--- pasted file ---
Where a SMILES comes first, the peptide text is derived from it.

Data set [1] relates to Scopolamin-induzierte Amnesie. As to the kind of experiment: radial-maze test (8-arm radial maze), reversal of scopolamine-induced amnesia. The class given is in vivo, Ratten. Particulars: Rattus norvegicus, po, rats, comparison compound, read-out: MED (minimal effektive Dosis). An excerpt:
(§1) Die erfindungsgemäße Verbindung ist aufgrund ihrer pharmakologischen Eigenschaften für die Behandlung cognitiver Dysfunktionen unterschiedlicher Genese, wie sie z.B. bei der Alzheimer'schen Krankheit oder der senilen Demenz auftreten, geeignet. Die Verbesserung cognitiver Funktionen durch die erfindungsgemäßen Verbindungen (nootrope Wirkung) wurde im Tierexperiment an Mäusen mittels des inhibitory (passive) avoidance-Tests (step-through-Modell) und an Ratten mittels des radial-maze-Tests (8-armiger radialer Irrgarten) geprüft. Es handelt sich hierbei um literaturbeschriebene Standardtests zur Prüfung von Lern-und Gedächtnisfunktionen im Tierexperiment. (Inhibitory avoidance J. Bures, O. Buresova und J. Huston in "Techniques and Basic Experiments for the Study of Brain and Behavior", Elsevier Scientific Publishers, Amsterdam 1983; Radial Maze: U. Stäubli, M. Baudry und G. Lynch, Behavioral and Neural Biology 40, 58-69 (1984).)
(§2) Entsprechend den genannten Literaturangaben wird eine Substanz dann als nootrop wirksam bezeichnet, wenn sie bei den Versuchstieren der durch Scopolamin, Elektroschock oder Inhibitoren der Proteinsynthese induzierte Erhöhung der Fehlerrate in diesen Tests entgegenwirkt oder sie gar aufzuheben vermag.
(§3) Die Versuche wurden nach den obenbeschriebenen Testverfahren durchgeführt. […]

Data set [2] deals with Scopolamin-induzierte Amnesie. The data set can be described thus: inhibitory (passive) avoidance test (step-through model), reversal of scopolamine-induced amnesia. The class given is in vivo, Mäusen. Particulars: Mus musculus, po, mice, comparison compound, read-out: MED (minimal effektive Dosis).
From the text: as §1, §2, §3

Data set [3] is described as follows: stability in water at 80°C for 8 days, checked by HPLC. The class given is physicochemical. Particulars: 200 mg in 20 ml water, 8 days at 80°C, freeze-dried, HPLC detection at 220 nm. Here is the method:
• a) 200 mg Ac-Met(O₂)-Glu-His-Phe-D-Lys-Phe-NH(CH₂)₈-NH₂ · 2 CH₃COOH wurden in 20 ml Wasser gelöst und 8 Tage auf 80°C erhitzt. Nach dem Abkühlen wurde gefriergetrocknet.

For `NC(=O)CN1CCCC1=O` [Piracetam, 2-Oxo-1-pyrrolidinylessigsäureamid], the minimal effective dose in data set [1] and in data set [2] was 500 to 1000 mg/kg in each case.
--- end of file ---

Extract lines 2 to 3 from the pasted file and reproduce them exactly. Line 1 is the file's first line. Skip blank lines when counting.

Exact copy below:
Data set [1] relates to Scopolamin-induzierte Amnesie. As to the kind of experiment: radial-maze test (8-arm radial maze), reversal of scopolamine-induced amnesia. The class given is in vivo, Ratten. Particulars: Rattus norvegicus, po, rats, comparison compound, read-out: MED (minimal effektive Dosis). An excerpt:
(§1) Die erfindungsgemäße Verbindung ist aufgrund ihrer pharmakologischen Eigenschaften für die Behandlung cognitiver Dysfunktionen unterschiedlicher Genese, wie sie z.B. bei der Alzheimer'schen Krankheit oder der senilen Demenz auftreten, geeignet. Die Verbesserung cognitiver Funktionen durch die erfindungsgemäßen Verbindungen (nootrope Wirkung) wurde im Tierexperiment an Mäusen mittels des inhibitory (passive) avoidance-Tests (step-through-Modell) und an Ratten mittels des radial-maze-Tests (8-armiger radialer Irrgarten) geprüft. Es handelt sich hierbei um literaturbeschriebene Standardtests zur Prüfung von Lern-und Gedächtnisfunktionen im Tierexperiment. (Inhibitory avoidance J. Bures, O. Buresova und J. Huston in "Techniques and Basic Experiments for the Study of Brain and Behavior", Elsevier Scientific Publishers, Amsterdam 1983; Radial Maze: U. Stäubli, M. Baudry und G. Lynch, Behavioral and Neural Biology 40, 58-69 (1984).)